How Do We Calculate Demand for Housing?

Actual demand for a place's housing might exceed increases in the number of residents or households.

October 4, 2021, 9:00 AM PDT

By Michael Lewyn @mlewyn


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caswell_tom / Flickr

Every so often, I read something on a listserv on a Facebook group saying something like "my city added a few thousand households, and it added a few thousand housing units. Therefore, supply must be keeping up with demand."

Admittedly,, demand as well as supply is relevant to housing costs—that’s why declining cities are often so cheap. But household growth is not the best way to measure demand for housing. 

This is the case for at least two reasons. First, treating "city household growth" as demand overlooks people who are priced out of a city and thus cannot form households in the city. For example, suppose that a city adds 200,000 apartments for 200,000 new households, but 500,000 households want to live in the city but are priced out. Obviously, the demand for the apartments includes not just the 200,000 households who can afford the city, but the 500,000 more who cannot (in addition to city residents who are homeless and might not be counted as households).

Second, even the "200,000 households" figure include people who are forced to live together by high housing costs, but who in a cheaper city would live alone. For example, suppose that two people live together as roommates in order to avoid Manhattan’s high rents, but would live alone if rents were lower. For purposes of calculating demand, are they one household or two?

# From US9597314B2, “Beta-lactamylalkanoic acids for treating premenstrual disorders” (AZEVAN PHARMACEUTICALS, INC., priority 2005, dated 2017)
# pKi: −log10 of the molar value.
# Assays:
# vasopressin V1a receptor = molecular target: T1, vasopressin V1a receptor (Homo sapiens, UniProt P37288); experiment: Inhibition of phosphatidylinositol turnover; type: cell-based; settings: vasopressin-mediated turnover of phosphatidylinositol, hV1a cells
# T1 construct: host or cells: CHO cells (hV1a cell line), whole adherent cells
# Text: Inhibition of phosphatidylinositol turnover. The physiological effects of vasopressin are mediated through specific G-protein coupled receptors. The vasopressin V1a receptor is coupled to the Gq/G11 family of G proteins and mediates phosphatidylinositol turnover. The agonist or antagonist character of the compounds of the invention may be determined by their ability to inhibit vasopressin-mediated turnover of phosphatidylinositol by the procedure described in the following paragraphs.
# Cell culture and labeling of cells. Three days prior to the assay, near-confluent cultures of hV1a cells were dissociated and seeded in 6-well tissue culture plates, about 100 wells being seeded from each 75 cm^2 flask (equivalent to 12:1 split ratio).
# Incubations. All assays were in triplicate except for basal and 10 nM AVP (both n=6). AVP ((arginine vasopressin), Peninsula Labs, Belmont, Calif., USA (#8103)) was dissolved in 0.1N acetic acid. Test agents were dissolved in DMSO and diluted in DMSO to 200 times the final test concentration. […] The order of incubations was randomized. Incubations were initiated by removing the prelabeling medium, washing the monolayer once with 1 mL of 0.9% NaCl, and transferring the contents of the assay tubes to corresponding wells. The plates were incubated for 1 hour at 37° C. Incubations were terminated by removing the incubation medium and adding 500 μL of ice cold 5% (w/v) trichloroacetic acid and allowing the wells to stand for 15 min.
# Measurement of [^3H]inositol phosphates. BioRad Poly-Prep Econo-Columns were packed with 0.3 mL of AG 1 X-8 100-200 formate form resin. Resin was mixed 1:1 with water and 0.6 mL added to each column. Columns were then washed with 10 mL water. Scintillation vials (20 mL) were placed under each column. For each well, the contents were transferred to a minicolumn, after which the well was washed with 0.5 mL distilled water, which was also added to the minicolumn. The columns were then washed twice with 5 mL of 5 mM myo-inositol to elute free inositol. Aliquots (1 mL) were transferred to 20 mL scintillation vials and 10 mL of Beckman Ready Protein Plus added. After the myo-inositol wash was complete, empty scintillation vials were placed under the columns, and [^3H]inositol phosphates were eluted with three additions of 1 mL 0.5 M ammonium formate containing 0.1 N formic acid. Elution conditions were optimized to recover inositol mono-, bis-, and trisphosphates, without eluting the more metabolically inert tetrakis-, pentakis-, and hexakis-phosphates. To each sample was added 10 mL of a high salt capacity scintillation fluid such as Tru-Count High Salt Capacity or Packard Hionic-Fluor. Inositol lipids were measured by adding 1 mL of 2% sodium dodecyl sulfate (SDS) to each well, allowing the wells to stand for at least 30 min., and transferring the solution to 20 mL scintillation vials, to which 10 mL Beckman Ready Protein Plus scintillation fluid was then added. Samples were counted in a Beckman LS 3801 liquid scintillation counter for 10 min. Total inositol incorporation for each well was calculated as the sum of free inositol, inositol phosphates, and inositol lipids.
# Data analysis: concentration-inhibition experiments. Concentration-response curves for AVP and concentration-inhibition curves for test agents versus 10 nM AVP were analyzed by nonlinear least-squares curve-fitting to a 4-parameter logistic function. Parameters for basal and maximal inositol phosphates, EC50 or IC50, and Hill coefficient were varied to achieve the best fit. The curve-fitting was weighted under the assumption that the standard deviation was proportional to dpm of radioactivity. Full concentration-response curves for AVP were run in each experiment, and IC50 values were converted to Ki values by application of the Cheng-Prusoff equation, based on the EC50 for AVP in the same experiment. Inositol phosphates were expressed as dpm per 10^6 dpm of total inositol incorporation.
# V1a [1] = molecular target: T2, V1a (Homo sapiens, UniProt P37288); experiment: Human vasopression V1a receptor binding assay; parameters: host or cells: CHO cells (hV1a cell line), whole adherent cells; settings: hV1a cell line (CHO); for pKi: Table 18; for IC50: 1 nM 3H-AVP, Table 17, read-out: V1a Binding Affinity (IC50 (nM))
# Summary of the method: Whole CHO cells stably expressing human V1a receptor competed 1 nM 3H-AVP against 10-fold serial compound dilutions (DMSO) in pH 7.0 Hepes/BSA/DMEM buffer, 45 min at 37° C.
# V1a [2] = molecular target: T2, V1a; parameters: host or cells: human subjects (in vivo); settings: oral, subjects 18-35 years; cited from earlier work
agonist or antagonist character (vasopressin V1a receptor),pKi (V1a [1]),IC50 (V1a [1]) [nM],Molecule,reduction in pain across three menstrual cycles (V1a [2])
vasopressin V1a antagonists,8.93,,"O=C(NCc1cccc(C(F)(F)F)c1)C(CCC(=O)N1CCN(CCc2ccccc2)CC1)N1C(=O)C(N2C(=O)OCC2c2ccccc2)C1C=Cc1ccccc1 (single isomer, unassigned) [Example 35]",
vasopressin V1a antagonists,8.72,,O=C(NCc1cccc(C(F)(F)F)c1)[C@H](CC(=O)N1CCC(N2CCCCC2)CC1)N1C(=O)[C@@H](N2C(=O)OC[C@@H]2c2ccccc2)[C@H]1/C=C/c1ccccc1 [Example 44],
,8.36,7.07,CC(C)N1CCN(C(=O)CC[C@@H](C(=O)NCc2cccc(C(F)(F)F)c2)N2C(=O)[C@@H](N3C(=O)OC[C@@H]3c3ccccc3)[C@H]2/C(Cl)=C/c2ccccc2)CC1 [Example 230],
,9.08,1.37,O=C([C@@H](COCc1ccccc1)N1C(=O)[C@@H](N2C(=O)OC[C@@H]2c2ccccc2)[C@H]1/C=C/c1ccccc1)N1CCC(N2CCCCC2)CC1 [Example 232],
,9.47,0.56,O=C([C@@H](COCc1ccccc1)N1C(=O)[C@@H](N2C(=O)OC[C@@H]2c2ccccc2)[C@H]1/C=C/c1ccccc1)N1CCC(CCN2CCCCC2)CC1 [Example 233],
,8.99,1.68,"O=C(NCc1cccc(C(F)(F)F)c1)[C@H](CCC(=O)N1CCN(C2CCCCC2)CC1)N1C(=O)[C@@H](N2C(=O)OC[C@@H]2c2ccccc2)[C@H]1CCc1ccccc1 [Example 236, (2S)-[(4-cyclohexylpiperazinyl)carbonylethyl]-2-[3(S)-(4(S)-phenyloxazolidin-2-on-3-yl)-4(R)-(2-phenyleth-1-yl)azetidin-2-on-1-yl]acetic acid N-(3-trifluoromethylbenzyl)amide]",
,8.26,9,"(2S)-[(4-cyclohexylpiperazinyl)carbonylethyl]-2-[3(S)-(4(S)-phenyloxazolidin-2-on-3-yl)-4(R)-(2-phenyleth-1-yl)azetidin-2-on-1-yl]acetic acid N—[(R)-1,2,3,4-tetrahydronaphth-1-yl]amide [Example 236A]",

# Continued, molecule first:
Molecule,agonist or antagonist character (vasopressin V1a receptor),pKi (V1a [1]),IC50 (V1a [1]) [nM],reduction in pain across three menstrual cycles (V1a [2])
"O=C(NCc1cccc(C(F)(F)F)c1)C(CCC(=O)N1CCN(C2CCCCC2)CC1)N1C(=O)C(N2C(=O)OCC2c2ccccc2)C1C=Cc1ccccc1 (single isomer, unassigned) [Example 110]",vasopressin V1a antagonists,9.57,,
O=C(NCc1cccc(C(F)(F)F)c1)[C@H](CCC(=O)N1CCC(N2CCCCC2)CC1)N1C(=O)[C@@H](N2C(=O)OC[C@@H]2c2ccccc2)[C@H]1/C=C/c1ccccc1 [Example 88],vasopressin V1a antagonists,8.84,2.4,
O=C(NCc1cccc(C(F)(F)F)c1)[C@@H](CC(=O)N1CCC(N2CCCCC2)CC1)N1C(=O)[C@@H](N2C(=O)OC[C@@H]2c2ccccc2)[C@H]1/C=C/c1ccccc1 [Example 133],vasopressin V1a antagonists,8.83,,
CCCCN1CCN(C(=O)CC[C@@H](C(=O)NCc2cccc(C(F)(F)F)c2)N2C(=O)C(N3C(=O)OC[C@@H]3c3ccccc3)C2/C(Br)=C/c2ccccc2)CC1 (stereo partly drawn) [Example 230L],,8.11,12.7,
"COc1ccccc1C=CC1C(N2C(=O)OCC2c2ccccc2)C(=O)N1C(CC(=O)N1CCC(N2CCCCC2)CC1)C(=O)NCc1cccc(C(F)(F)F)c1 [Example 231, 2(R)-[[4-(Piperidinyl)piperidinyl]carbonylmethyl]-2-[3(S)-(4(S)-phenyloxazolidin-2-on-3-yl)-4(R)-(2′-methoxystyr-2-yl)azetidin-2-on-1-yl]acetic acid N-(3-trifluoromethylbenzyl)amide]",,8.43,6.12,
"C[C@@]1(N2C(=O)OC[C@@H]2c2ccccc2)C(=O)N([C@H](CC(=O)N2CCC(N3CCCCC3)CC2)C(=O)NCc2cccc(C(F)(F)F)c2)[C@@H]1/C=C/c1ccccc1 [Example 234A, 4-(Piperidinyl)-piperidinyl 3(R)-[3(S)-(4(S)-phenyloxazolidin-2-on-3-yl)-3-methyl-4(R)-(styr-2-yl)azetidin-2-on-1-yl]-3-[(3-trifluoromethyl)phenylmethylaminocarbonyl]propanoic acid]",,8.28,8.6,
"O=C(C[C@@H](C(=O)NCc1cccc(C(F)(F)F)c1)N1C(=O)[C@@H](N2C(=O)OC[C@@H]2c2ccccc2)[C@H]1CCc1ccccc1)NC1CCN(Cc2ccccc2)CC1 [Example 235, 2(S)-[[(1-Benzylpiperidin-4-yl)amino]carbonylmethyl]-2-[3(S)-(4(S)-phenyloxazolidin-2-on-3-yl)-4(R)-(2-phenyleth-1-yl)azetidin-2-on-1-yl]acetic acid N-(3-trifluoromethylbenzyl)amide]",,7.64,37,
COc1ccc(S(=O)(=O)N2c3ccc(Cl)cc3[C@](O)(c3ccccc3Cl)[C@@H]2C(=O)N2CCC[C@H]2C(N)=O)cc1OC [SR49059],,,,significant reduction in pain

Perhaps a city's job growth is a better measure of demand for that city's housing. For example, New York City added over 900,000 jobs during the 2010s, more than four times the number of housing units added. Does that mean that 900,000 new people joined the market for New York City housing during this period? Partially. On the one hand, this number might underestimate demand for New York housing, because some people priced out of New York decide to move to other parts of the United States. Thus, it might be argued that demand for housing includes not just the 900,000 new workers, but also an unknown number of people who wish they could work or create jobs in the city, but cannot do so due to high housing costs.

On the other hand, some of those 900,000 new employees live in suburbs for reasons unrelated to housing costs, and might not be willing to move into the city no matter how low rents go. If this is the case, some of these 900,000 new employees should never be counted as part of demand for city housing.

Thus, it seems likely to me that the demand for New York City housing exceeds the number of households—but I am not sure by how much.


Michael Lewyn

Michael Lewyn is an associate professor at Touro College, Jacob D. Fuchsberg Law Center, in Long Island. His scholarship can be found at http://works.bepress.com/lewyn.

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